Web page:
Identification: The Gorilla is the largest of all the primates. The female is considerably smaller than males. Head large and black, face hairless with prominent supraorbital ridge. Large round nostrils closer to mouth than to eyes. Ears small, mostly hidden by pelage. Crown of head
conical due to development of bony occipital crest on head, nuchal crest on neck, and their associated muscles. Body thickset and robust, chest deep and barrel-like, back sloping downwards towards pelvic region.
Forearms long, thickset and powerful; hands broad with short fingers. Hindlimbs thickset, shorter than forelimbs. Pelage typically black, short, dense, and soft; hairs longer on forearms, chest and shoulders, especially in males. Adult males may have white or silver hairs on back forming a ‘saddle’. Locomotion is similar to that of chimpanzee.
Gorillas live in lowland and montane rainforests. They are mostly terrestrial, although they also climb trees with caution. At night they sleep in nests, similar to those of chimpanzees, on the ground or in trees.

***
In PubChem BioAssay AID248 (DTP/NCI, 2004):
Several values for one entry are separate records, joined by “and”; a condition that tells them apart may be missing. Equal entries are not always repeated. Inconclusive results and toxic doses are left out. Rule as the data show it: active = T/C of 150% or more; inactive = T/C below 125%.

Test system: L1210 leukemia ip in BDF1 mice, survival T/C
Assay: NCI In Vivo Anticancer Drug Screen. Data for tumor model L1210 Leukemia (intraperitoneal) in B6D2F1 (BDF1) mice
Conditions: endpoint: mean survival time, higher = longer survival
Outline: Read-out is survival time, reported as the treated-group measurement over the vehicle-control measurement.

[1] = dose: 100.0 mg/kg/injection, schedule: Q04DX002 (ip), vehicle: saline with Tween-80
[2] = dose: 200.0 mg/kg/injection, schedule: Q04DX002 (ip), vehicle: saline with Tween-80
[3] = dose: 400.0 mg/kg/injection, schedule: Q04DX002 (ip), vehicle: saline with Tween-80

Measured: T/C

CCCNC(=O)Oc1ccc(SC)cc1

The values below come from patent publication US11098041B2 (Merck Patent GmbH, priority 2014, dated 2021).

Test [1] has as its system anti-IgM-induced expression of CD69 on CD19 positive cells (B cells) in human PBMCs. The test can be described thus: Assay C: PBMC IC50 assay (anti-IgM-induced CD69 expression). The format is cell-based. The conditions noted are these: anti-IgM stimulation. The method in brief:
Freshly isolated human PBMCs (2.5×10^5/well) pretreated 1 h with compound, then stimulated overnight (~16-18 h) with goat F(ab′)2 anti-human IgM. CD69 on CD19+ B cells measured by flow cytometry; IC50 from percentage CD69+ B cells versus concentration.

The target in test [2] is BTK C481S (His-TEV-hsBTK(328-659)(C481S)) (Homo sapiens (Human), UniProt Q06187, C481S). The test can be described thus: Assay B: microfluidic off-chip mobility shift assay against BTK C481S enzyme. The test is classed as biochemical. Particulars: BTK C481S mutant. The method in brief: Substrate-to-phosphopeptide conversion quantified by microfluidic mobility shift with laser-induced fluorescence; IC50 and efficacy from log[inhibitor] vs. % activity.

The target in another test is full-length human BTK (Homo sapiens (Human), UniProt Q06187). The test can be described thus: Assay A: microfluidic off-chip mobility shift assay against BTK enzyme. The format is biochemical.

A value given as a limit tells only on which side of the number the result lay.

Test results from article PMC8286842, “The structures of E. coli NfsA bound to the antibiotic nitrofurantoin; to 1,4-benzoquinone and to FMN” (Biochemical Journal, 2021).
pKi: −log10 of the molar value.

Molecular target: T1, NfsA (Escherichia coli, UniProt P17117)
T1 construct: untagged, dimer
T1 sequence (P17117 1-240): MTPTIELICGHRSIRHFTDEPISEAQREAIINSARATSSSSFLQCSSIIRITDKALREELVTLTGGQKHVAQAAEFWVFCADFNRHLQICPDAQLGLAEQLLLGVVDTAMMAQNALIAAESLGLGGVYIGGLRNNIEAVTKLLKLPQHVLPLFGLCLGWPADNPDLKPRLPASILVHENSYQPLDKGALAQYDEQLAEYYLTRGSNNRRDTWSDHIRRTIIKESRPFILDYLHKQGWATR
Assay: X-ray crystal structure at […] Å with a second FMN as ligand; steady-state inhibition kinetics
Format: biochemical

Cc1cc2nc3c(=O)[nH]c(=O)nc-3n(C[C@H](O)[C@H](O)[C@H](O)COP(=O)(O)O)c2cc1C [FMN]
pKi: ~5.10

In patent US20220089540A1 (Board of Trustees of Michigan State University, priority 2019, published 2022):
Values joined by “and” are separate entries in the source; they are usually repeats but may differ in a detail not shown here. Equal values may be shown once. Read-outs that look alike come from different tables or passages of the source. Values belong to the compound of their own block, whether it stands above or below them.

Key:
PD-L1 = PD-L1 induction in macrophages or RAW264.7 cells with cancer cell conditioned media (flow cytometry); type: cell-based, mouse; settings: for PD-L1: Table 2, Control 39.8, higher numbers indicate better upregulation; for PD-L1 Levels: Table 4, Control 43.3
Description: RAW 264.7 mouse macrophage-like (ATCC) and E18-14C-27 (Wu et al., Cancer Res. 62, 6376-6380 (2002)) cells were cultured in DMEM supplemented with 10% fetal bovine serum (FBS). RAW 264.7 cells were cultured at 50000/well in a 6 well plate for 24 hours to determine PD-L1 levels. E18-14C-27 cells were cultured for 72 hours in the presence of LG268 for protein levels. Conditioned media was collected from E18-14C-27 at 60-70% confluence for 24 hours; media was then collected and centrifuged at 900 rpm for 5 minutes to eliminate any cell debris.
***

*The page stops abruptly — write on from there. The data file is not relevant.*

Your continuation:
They are entirely herbivores, feeding on fruits, stems, leaves, and bark of trees. Gorilla groups ranging between 5 and 30 individuals are composed of one or more males, several females and sub-adult males, and young.
Solitary males are fairly common. Each group is led by a dominant male who never-the-less allows other males, to remain in the groups. There is a well-developed communication between members of the group through facial expressions, postures and vocalisation.
However, gorillas are generally much quieter animals than the noisy chimpanzees. Sometimes males may stand bipedally and show an intimidation display of chest-beating and roaring. Gorillas have a gestation period of 255 days, and normally have a simple young at parturition. Sexual maturity is attained at about 8 years.